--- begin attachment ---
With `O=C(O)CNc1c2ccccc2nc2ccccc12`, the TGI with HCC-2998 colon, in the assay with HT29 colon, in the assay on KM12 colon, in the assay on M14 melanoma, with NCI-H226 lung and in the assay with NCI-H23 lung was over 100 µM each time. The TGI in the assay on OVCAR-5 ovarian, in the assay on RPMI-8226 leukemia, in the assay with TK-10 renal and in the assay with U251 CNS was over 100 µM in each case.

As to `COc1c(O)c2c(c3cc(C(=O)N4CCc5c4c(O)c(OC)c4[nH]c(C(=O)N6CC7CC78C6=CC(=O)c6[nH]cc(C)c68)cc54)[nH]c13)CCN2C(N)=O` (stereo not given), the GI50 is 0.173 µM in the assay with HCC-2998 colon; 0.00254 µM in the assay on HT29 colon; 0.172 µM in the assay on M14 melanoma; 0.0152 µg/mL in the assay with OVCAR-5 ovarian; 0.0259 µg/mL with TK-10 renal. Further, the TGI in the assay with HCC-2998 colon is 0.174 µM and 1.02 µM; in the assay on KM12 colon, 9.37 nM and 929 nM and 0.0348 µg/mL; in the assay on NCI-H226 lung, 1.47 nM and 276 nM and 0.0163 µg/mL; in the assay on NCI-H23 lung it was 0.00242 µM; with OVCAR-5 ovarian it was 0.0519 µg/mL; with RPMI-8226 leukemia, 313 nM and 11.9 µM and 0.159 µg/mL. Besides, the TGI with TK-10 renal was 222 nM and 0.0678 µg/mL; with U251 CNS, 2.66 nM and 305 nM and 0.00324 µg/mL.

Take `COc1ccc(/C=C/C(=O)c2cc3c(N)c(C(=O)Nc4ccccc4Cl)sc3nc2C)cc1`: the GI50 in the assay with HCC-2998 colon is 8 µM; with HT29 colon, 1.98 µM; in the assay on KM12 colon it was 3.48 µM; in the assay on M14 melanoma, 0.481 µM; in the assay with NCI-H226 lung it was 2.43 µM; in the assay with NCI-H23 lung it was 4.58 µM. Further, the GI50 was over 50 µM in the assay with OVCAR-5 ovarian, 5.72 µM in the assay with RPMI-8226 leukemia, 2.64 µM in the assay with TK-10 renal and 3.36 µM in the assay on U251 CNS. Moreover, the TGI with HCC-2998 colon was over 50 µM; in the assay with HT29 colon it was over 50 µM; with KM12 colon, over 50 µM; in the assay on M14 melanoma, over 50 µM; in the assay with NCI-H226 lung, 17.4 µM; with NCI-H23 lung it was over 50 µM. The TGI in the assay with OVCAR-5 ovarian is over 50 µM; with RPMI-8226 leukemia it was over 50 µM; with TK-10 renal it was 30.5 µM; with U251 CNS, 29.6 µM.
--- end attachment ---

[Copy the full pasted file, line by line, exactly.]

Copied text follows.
With `O=C(O)CNc1c2ccccc2nc2ccccc12`, the TGI with HCC-2998 colon, in the assay with HT29 colon, in the assay on KM12 colon, in the assay on M14 melanoma, with NCI-H226 lung and in the assay with NCI-H23 lung was over 100 µM each time. The TGI in the assay on OVCAR-5 ovarian, in the assay on RPMI-8226 leukemia, in the assay with TK-10 renal and in the assay with U251 CNS was over 100 µM in each case.

As to `COc1c(O)c2c(c3cc(C(=O)N4CCc5c4c(O)c(OC)c4[nH]c(C(=O)N6CC7CC78C6=CC(=O)c6[nH]cc(C)c68)cc54)[nH]c13)CCN2C(N)=O` (stereo not given), the GI50 is 0.173 µM in the assay with HCC-2998 colon; 0.00254 µM in the assay on HT29 colon; 0.172 µM in the assay on M14 melanoma; 0.0152 µg/mL in the assay with OVCAR-5 ovarian; 0.0259 µg/mL with TK-10 renal. Further, the TGI in the assay with HCC-2998 colon is 0.174 µM and 1.02 µM; in the assay on KM12 colon, 9.37 nM and 929 nM and 0.0348 µg/mL; in the assay on NCI-H226 lung, 1.47 nM and 276 nM and 0.0163 µg/mL; in the assay on NCI-H23 lung it was 0.00242 µM; with OVCAR-5 ovarian it was 0.0519 µg/mL; with RPMI-8226 leukemia, 313 nM and 11.9 µM and 0.159 µg/mL. Besides, the TGI with TK-10 renal was 222 nM and 0.0678 µg/mL; with U251 CNS, 2.66 nM and 305 nM and 0.00324 µg/mL.

Take `COc1ccc(/C=C/C(=O)c2cc3c(N)c(C(=O)Nc4ccccc4Cl)sc3nc2C)cc1`: the GI50 in the assay with HCC-2998 colon is 8 µM; with HT29 colon, 1.98 µM; in the assay on KM12 colon it was 3.48 µM; in the assay on M14 melanoma, 0.481 µM; in the assay with NCI-H226 lung it was 2.43 µM; in the assay with NCI-H23 lung it was 4.58 µM. Further, the GI50 was over 50 µM in the assay with OVCAR-5 ovarian, 5.72 µM in the assay with RPMI-8226 leukemia, 2.64 µM in the assay with TK-10 renal and 3.36 µM in the assay on U251 CNS. Moreover, the TGI with HCC-2998 colon was over 50 µM; in the assay with HT29 colon it was over 50 µM; with KM12 colon, over 50 µM; in the assay on M14 melanoma, over 50 µM; in the assay with NCI-H226 lung, 17.4 µM; with NCI-H23 lung it was over 50 µM. The TGI in the assay with OVCAR-5 ovarian is over 50 µM; with RPMI-8226 leukemia it was over 50 µM; with TK-10 renal it was 30.5 µM; with U251 CNS, 29.6 µM.